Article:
Hereditary cancer syndromes are caused by mutations (changes) in genes that are passed from parent to child which cause a higher-than-normal chance of developing cancer.1
Hereditary cancer syndromes may cause specific patterns of cancer within a family such as multiple family members with the same type of cancer or cancer at younger ages. Some cancers known to be associated with these genes are breast, ovarian, prostate, pancreatic, endometrial, and colorectal cancer. Overall, 5-10% of all cancers are thought to be related to a hereditary cancer syndrome.1
Hereditary Prostate Cancer
Men who have a father or a brother who has had prostate cancer have twice the risk of developing prostate cancer than a man without a family history of the disease. Inherited mutations, or changes of a gene, cause about 5% to 10% of prostate cancers.2
Hereditary Renal Cancer
Renal (kidney) cancer is among the top 10 most prevalent cancers in both men and women. Statistics show that men are twice as likely to develop kidney cancer versus women. Approximately 3-5% of renal cancer cases are hereditary.3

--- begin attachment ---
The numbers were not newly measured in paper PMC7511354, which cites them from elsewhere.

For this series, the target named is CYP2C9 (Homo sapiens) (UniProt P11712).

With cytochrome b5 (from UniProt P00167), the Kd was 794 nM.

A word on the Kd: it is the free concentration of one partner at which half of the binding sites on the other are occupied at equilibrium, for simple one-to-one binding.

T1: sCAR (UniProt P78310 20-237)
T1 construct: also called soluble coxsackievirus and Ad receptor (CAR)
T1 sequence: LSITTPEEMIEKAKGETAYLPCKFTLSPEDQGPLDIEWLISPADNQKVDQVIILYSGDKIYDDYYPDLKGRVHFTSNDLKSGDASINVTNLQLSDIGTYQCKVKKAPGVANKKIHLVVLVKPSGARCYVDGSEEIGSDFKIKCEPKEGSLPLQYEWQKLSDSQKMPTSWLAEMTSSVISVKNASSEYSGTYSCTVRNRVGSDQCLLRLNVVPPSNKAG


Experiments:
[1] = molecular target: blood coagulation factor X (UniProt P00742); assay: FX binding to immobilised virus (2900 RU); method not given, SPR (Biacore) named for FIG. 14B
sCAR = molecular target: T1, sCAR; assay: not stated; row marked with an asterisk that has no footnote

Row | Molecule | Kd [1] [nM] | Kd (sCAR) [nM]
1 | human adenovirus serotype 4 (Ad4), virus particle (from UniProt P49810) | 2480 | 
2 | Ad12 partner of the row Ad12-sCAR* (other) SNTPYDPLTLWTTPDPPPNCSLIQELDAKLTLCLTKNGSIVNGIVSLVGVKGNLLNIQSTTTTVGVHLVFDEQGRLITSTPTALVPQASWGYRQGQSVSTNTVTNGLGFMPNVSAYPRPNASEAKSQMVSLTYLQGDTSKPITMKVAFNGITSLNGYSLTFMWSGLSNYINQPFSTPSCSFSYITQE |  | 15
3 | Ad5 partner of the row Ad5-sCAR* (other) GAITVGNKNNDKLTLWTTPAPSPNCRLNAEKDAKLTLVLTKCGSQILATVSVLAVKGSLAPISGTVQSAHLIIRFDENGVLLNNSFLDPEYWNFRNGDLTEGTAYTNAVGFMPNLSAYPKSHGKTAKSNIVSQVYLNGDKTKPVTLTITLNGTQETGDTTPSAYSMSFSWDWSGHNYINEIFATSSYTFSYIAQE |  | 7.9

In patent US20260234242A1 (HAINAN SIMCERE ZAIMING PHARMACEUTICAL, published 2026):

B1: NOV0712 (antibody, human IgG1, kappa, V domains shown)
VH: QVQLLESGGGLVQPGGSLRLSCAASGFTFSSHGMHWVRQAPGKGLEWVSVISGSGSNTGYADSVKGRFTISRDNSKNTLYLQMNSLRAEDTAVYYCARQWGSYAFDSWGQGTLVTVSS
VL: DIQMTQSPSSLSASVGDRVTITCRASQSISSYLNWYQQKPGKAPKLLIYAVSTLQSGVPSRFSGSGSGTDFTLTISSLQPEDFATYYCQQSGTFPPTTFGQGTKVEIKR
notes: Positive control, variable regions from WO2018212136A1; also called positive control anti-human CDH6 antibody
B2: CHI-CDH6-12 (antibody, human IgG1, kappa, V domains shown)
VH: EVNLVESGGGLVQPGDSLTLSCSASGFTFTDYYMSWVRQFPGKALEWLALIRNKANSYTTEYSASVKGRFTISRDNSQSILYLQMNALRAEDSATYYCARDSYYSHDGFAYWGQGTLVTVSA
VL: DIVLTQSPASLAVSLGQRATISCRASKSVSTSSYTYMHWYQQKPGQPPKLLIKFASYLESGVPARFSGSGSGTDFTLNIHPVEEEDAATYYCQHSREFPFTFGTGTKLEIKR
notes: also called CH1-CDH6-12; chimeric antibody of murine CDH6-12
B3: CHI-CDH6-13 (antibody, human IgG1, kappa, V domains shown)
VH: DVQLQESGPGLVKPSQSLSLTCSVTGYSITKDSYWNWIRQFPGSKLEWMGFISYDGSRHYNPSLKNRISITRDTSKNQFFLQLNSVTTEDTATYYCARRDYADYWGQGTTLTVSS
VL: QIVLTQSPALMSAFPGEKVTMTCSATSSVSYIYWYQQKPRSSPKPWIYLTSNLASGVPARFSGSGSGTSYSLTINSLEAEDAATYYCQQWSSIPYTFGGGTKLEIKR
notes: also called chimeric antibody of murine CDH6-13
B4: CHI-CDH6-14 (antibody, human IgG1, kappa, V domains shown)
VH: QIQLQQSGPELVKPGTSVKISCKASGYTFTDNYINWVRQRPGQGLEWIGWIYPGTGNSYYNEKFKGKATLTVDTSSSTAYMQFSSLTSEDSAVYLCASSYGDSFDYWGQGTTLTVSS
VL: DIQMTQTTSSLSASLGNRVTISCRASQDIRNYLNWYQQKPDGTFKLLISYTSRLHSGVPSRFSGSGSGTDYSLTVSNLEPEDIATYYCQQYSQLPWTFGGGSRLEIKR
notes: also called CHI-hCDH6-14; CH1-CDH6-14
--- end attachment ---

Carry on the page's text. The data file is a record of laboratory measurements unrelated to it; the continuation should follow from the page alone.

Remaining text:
Genetic Testing for Hereditary Cancer Syndromes
Genetic testing for hereditary cancer syndromes can help identify your risk of developing cancer. Your healthcare provider may recommend you be screened for a hereditary cancer syndrome, especially if you have been diagnosed with cancer at an early age or if certain cancers run in your family.1
GenPath offers a comprehensive menu of panels to test key genes associated with increased susceptibility to many cancers. Patients who meet certain criteria, including their family history, age of onset of cancer, aggressiveness of cancer, and other factors may benefit from genetic testing.
- National Institutes of Health. https://www.cancer.gov/about-cancer/causes-prevention/genetics/genetic-testing-fact-sheet#q1. Accessed April 22, 2019.
- American Cancer Society. https://www.cancer.org/cancer/prostate-cancer/causes-risks-prevention.html. Accessed May 22, 2019.
- National Kidney Foundation. Hereditary Kidney Cancer Syndromes. https://www.ackdjournal.org/article/S1548-5595(13)00144-4/fulltext. Accessed May 22, 2019.